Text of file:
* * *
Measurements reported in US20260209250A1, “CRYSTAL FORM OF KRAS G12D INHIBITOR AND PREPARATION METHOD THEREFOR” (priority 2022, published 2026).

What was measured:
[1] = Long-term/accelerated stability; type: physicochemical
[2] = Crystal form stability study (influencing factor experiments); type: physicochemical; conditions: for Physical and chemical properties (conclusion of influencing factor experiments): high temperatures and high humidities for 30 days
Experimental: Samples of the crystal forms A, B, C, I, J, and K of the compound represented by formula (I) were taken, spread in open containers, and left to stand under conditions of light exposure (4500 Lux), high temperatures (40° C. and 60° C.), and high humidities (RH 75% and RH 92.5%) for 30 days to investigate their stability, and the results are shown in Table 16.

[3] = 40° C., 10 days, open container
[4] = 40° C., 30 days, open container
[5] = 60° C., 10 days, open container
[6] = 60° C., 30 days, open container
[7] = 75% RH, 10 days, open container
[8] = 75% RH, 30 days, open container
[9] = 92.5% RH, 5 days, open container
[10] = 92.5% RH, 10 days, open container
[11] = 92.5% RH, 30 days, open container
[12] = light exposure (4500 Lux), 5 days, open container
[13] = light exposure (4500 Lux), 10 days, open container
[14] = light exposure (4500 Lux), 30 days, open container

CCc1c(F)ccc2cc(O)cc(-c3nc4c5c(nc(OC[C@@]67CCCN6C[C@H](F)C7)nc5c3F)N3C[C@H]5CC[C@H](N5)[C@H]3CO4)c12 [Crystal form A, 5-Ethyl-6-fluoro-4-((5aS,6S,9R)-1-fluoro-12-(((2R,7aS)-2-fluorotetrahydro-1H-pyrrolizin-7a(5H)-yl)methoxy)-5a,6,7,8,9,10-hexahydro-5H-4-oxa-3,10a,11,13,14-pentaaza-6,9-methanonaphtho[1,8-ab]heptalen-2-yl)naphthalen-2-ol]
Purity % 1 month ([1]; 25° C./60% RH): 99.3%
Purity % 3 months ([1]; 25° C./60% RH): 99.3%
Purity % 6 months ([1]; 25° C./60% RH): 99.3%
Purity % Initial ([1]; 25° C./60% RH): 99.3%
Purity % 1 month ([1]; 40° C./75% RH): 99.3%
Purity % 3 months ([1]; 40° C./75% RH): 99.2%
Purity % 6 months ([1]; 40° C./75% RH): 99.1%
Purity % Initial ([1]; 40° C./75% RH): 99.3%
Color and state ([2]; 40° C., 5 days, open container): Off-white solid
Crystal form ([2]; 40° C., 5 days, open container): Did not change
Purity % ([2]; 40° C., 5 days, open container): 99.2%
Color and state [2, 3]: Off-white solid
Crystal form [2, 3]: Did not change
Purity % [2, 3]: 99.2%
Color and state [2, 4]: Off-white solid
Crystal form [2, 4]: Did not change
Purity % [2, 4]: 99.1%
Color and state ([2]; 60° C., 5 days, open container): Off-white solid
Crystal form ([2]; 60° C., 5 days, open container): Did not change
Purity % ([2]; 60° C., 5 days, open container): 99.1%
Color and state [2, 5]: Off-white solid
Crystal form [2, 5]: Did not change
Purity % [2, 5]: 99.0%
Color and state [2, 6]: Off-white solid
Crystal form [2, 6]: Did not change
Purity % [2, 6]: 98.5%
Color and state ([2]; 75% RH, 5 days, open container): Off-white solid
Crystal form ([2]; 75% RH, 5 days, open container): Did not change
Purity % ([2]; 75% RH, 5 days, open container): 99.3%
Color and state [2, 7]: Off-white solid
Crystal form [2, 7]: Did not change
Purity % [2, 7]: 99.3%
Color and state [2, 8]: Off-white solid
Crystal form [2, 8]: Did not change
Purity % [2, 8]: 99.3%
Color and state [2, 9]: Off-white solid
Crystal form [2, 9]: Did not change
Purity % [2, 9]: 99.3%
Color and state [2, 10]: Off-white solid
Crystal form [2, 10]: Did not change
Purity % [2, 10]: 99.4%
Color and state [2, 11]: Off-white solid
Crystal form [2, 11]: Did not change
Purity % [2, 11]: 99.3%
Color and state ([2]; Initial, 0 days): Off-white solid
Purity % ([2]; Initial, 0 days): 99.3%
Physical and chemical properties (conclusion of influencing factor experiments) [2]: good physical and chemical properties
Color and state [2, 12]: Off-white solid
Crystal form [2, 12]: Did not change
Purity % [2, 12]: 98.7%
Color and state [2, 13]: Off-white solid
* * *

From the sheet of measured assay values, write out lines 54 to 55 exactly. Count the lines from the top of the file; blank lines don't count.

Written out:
Color and state [2, 9]: Off-white solid
Crystal form [2, 9]: Did not change